The Falklands War

by Walter Mow

April 2, 1982 marked the beginning of the Falklands War. On that fateful Friday, Argentine forces invaded and occupied the Falkland Islands followed by the invasion of the South Georgia and South Sandwich Islands the next day.

The war was the result of conflicting claims that began in 1690; Spanish claims that went unresolved until 1770 when the British confronted the Spaniards. Spain was unable to convince the French to join them militarily in the dispute; lacking this formal support, they surrendered the Islands to the British. The dispute would even have a part in the “Nootka Convention of 1790” without any resolution.

Argentina would become a sovereign nation with British recognition of its separation from Spain in 1825; they would become belligerent and field an occupying force to the islands in 1832. Britain would re-establish British rule of the Islands in opposition of the Monroe Doctrine in 1833. The two nations would sign a settlement agreement in 1850 that the Argentines would refute later with more claims of Sovereignty over the islands.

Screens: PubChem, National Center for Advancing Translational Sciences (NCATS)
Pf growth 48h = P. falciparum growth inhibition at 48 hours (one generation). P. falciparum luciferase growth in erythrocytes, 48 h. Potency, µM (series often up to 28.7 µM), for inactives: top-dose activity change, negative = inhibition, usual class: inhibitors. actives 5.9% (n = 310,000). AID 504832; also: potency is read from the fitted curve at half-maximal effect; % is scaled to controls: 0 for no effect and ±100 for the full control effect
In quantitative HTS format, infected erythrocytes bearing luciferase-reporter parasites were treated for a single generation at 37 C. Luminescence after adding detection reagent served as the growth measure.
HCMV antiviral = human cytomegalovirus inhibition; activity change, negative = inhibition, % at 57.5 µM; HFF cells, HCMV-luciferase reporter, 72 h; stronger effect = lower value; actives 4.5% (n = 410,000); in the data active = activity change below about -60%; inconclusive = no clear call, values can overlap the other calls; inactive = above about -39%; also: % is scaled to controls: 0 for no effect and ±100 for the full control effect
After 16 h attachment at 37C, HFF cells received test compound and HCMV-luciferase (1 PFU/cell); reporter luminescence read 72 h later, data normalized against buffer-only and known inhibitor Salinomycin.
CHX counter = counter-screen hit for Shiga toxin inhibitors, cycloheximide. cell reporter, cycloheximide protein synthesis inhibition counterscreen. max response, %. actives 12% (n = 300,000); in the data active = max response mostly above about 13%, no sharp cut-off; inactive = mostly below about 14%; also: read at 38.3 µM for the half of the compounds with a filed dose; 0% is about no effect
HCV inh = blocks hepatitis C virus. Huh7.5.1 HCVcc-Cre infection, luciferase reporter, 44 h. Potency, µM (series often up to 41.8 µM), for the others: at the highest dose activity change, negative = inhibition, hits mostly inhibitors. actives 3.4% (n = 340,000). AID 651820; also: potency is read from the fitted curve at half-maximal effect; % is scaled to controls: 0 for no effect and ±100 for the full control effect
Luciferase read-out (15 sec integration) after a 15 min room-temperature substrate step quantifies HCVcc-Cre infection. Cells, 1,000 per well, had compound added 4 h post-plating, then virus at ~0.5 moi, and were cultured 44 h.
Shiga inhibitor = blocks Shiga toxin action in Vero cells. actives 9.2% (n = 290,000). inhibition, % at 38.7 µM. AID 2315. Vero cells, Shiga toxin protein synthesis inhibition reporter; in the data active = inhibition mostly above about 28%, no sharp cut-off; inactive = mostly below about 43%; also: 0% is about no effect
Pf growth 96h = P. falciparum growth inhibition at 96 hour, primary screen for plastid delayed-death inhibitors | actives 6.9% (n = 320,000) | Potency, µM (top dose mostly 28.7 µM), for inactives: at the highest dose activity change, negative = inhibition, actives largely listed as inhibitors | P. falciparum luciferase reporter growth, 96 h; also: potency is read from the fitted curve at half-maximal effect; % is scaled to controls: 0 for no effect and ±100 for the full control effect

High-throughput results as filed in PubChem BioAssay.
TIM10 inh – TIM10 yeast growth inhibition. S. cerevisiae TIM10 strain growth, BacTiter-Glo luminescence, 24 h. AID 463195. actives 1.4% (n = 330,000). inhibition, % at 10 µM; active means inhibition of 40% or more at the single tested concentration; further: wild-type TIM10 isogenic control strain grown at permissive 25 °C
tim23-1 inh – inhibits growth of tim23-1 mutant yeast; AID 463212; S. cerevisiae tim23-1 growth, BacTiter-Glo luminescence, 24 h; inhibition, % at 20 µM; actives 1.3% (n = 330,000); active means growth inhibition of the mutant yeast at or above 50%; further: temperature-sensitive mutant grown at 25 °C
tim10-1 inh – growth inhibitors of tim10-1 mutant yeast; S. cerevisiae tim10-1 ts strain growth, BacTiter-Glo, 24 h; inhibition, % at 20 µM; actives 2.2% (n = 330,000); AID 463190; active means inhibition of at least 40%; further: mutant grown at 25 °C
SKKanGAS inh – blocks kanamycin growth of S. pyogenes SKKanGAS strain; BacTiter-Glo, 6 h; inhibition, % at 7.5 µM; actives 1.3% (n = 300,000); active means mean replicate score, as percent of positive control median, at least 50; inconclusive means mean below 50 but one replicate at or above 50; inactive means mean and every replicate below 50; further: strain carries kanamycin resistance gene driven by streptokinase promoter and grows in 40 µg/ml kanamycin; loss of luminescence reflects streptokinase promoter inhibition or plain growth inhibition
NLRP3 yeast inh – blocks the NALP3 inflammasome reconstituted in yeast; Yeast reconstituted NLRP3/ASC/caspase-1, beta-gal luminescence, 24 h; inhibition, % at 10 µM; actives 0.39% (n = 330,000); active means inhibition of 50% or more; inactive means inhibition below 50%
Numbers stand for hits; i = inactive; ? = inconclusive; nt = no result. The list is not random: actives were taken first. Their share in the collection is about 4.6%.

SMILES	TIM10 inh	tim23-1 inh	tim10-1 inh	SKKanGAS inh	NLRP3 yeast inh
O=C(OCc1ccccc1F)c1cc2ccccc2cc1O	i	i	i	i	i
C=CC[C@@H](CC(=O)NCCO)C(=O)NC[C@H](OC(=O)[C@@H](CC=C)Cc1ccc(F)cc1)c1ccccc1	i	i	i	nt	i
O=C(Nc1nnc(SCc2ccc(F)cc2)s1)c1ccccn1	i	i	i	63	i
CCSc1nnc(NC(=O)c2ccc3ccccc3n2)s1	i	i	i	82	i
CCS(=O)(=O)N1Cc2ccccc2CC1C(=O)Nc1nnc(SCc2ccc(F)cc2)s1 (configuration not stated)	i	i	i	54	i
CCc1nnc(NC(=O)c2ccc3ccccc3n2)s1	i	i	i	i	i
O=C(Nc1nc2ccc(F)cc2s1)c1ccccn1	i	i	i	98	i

The Falkland Islands Company was established by Royal Charter in 1851 and found to be financially independent of the mother country by 1881. In 1884 The Argentine government would request independent arbitration to settle the dispute which the British rejected. Argentina would lodge a diplomatic protest with the British government in 1888.

The issue of sovereignty of the islands is raised by the Argentine government in 1941. At the formation of the United Nations in 1945 Argentina states its claim to the Falklands in its opening address. Throughout the 1940s, ‘50s and into the ‘60s, the Argentine government refused to accept any resolution to the dispute. Falkland Island residents reject any suggestion of change and demand they remain under British rule in 1968. Juan Peron would renew claims in 1973 urging the British government to negotiate but Britain refuses quoting the desires of the islands residents to remain under British rule.

These are but a few of the issues that drove the Falklands War of 1982 and the defeat of an inferior Argentine Military.

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